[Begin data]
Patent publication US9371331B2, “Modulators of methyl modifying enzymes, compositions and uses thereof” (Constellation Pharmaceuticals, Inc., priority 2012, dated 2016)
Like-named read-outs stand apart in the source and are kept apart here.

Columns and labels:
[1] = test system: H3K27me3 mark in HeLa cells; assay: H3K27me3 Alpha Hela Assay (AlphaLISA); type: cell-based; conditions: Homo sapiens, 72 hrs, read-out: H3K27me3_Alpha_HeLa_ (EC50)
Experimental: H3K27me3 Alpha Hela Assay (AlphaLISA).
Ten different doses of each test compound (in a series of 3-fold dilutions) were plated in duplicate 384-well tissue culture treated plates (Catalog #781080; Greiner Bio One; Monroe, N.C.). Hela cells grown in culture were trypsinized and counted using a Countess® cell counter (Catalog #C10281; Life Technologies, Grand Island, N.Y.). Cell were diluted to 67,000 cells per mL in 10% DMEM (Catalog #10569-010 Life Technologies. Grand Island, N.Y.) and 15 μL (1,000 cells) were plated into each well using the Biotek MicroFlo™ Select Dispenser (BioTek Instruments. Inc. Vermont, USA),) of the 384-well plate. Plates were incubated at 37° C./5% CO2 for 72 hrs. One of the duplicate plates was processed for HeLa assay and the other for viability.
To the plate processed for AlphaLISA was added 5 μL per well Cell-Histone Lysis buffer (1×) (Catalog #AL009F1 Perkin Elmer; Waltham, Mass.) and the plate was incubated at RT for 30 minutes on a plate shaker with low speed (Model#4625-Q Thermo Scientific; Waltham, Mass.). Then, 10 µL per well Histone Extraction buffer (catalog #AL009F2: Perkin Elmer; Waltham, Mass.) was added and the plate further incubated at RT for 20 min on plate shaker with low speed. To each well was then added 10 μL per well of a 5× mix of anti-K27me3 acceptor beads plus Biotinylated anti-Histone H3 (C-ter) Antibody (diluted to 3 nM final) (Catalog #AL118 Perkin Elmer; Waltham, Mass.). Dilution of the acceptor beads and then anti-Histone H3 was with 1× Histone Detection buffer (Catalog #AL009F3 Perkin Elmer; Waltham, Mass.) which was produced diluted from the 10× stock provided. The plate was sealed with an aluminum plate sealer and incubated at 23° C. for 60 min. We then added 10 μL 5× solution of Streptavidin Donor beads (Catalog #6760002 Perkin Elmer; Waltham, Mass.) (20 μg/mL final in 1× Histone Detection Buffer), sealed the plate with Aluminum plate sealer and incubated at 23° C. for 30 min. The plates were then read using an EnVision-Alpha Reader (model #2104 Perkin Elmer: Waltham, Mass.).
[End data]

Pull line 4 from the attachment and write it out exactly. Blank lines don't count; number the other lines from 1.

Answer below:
[1] = test system: H3K27me3 mark in HeLa cells; assay: H3K27me3 Alpha Hela Assay (AlphaLISA); type: cell-based; conditions: Homo sapiens, 72 hrs, read-out: H3K27me3_Alpha_HeLa_ (EC50)